Wednesday, February 8, 2012

Open Culture - Tom Waits Fishing with John Lurie: ‘Like Waiting for Godot on Water’

This comes from Open Culture - it may be one of the most absurd things I have ever seen. It's also bizarrely entertaining . . . or disturbing. It's art, man.

What can be more manly than two men on a fishing trip?

Tom Waits Fishing with John Lurie: ‘Like Waiting for Godot on Water’

John Lurie is a musician, actor and artist. He’s also a horrible fisherman.

As saxophonist and leader of the punk-jazz group the Lounge Lizards, Lurie emerged as a cult figure in New York’s downtown arts scene in the 1980s, and the deal was cemented with his surly, straight-faced performances in Jim Jarmusch’s Stranger Than Paradise and Down by Law. As writer Tad Friend put it in a 2010 New Yorker article, “Between Fourteenth Street and Canal–the known universe, basically–he was the man.”

In 1991 Lurie ventured outside that universe, into the middle-American realm of the TV fishing show. With backing from Japanese investors, he assembled a film crew and invited some famous friends–Jarmusch, Tom Waits, Willem Dafoe, Dennis Hopper and Matt Dillon–on a series of improbable fishing trips. Fishing with John, as the series is called, builds on the deadpan, journey-to-nowhere sensibility of Stranger than Paradise: nothing much happens.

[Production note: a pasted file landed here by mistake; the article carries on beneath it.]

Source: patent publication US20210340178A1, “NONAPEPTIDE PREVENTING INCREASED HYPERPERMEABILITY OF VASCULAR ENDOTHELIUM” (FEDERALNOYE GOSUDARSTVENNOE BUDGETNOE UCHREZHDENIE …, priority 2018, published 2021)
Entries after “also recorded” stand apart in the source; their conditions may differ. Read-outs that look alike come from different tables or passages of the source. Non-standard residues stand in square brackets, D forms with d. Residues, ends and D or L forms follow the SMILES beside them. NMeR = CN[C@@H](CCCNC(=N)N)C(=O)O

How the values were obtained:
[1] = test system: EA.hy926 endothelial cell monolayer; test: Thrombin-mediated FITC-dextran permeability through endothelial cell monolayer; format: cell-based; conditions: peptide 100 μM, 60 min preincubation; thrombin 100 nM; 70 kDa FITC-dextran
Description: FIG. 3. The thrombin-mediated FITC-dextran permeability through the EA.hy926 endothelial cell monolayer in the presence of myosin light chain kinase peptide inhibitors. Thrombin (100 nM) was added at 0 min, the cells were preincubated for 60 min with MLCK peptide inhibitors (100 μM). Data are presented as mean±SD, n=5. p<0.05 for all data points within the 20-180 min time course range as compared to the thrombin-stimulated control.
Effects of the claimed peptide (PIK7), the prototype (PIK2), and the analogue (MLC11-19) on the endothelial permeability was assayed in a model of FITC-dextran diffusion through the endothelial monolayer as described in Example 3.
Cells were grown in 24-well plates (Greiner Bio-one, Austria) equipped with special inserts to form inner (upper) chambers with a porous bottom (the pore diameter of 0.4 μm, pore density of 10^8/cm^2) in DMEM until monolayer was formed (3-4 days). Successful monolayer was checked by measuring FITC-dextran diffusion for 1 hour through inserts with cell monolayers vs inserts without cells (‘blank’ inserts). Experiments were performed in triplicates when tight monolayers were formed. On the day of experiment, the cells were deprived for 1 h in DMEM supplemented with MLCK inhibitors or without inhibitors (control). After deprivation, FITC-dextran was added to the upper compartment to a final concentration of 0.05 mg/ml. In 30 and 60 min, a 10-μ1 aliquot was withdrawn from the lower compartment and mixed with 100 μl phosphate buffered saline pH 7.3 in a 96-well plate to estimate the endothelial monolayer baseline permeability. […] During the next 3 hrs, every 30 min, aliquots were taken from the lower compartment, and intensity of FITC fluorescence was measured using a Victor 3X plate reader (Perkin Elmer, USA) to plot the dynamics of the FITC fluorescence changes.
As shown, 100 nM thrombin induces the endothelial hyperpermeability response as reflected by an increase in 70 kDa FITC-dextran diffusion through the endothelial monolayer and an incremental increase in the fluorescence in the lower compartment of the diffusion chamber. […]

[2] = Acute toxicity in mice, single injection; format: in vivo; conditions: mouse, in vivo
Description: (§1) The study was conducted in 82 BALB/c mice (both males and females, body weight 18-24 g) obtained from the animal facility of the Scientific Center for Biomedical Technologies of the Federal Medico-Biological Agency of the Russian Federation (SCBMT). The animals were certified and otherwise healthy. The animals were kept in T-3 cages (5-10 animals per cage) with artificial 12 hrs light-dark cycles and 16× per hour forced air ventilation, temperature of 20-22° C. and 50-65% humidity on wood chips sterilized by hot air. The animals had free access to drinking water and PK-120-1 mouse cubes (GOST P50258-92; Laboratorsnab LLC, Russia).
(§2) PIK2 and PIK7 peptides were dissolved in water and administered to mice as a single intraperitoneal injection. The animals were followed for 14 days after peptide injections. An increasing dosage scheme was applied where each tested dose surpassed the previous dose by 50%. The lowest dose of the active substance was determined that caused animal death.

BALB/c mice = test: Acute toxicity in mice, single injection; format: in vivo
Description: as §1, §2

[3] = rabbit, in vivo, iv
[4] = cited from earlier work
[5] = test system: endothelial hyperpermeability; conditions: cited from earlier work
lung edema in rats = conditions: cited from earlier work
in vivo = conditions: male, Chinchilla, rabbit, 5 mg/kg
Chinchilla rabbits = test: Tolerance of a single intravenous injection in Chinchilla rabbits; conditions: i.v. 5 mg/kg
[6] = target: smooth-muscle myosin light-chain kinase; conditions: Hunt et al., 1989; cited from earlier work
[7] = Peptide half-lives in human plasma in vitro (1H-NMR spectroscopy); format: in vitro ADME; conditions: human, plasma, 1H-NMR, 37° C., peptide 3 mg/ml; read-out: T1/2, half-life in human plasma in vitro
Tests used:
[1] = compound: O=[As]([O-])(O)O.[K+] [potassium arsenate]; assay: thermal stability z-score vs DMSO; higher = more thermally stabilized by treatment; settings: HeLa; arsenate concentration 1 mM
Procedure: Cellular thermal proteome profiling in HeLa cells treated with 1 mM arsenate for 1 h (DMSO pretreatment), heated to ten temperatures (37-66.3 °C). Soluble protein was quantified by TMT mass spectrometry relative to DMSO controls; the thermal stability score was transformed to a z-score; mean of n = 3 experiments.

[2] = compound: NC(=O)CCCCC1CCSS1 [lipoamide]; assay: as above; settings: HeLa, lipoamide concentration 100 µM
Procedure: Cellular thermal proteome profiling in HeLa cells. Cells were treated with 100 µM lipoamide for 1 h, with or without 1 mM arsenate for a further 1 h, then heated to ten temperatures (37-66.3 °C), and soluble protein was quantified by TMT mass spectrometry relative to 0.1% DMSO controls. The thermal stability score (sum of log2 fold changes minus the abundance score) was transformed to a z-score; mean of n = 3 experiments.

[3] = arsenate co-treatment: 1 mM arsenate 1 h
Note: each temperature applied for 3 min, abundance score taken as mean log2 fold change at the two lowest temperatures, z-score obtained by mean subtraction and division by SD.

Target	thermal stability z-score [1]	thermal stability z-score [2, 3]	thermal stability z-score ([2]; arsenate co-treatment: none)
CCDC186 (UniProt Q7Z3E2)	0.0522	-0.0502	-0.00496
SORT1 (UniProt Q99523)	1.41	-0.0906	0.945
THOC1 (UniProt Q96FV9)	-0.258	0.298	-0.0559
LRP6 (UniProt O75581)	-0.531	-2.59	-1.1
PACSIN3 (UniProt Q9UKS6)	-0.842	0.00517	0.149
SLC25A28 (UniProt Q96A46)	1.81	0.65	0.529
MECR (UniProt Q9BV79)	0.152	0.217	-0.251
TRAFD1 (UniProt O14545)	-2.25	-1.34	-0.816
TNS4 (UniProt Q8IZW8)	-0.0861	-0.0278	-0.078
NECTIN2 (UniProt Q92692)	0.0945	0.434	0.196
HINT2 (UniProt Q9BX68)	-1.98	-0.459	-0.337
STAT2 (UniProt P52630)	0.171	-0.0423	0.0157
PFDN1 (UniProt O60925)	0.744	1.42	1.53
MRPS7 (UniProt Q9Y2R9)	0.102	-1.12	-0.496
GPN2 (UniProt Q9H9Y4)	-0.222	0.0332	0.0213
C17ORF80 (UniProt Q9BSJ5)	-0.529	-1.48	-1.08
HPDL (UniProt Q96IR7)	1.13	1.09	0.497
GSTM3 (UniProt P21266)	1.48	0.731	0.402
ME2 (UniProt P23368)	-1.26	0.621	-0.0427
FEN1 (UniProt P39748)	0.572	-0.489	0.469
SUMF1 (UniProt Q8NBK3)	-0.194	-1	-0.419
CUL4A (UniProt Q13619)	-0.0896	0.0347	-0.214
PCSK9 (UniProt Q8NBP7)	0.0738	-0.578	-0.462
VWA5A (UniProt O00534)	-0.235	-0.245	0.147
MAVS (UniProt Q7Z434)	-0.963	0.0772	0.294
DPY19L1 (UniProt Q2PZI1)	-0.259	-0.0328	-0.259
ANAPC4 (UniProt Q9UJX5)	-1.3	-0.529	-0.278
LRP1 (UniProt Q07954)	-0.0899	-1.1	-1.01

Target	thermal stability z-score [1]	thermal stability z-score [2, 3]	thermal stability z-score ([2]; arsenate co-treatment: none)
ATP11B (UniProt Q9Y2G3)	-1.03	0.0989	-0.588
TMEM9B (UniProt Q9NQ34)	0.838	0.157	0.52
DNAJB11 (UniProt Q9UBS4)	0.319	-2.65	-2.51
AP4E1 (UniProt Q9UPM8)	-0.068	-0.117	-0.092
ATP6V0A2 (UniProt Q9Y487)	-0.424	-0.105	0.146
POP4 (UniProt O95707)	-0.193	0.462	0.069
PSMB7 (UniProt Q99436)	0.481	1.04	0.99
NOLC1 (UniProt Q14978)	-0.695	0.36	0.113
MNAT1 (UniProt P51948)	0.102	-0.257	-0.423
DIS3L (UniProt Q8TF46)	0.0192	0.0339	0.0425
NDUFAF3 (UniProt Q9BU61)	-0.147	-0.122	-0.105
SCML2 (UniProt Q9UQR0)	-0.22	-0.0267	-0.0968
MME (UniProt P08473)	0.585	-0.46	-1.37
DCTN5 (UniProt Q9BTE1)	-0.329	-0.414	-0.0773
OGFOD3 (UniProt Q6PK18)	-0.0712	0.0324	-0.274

But that’s the point. As a reviewer for the Los Angeles Times saidFishing with John is “like Waiting for Godot on water.” The pleasure is in observing people so utterly out of their element. It’s like watching Marlin Perkins or Curt Gowdy wander into a SoHo performance art happening.

In the episode above, Tom Waits doesn’t believe his ears when a Jamaican fishing guide tells him what time to get up in the morning: “Five o’clock?” Waits reportedly didn’t speak to Lurie for two years afterward. “I dunno why I ever let you talk me into this,” he grumbles. “It’s the most absurd thing I’ve ever done in my life.”

In addition to the Waits episode, you can watch the Jim Jarmusch segment online or own the entire series (six episodes, 147 minutes) on the Criterion Collection DVD, which includes commentary by Lurie. And to learn about what Lurie has been up to since the series was made–his struggle with the neurological effects of Lyme disease, his hiding out from an alleged stalker, his new focus on painting–be sure to read Larson Sutton’s 2011 interview with Lurie at H/T Biblioklept

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